The Human Rights Act 2019 (the Act) protects the human rights of every person in Queensland when they interact with the Queensland Government. As public service employees, we have to think about the impact of our decisions and actions on the human rights of Queenslanders whenever we create new laws, apply policies, and deliver services.
Every person in Queensland has the same human rights.
Our new Human Rights Act protects the freedom, equality and dignity of every person in Queensland.
There are specific obligations for public service employees under the Human Rights Act 2019.
Before you make a decision or take an action in your work, you must think about whether it will impact someone’s human rights.
From public service officers, managers, teachers, nurses, police officers to front counter staff; we all have a role to play in respecting, protecting and promoting human rights. All sorts of different people with different needs use our service. There are a number of forms that they must complete which some people find difficult. It is my responsibility under the Human Rights Act to ensure that everyone can access our service equally, so we provide interpreters, offer alternative arrangements like accepting verbal statements in addition to written statements and meeting diverse accessibility requirements from physical access to technology support.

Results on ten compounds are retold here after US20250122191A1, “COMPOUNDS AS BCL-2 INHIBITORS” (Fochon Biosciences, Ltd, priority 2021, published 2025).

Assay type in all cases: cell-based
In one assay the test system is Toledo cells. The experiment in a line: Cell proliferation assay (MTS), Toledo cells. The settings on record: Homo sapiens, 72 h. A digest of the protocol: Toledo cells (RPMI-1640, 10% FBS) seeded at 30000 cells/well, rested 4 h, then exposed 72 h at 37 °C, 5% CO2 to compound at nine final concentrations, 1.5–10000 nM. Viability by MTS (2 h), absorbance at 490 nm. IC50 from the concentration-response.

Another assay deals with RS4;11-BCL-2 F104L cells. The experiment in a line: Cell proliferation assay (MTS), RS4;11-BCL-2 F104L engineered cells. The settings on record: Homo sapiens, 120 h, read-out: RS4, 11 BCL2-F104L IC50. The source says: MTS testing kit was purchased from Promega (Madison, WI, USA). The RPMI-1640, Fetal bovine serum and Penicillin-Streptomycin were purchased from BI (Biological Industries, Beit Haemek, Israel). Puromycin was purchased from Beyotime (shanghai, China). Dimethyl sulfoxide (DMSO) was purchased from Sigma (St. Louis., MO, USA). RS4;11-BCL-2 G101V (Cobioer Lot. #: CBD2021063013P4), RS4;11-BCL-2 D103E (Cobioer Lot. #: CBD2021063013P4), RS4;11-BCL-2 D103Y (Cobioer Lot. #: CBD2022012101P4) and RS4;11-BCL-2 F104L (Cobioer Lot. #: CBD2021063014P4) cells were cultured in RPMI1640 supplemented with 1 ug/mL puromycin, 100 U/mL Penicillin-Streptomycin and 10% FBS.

I am happy that the Human Rights Act names Right to Education for children as a specific human right. As a teacher, I see the importance of equal access for children with diverse needs to school and education and the Act now recognises this important right.
Under the Human Rights Act everyone in Queensland has the right to access health services without discrimination, including if they are culturally and linguistically diverse, live in regional and remote areas or have specific beliefs that they wish to follow.
It is my job to keep people safe, protecting their right to life and their physical safety which is called security of person. There are also a number of human rights specifically for people in the criminal justice system to ensure they are treated with dignity and equality.
Every person has the right to take part in public life, including working in the public service. Our recruitment policies must consider equality, for example whether holding a driver’s licence is an essential requirement of a job, or whether a job sharing arrangement could work to provide protection of families and children.
Human rights is a big concept that begins in small ways.
How do you respect, protect and promote human rights in your work?
The Queensland Government has developed a Human Rights Strategy to help agencies embed human rights in every role across the Queensland public service. Human rights will be reflected in planning and reporting, position descriptions, professional development, staff induction and training.
Yes. The Act covers anyone doing work for the Queensland Government. This includes:
- all departments and agencies
- emergency services
- local governments
- non-government organisations providing public health, disability, education, transport, housing and emergency services.
If your day-to-day work impacts individuals in Queensland, then you need to think about human rights when you make decisions.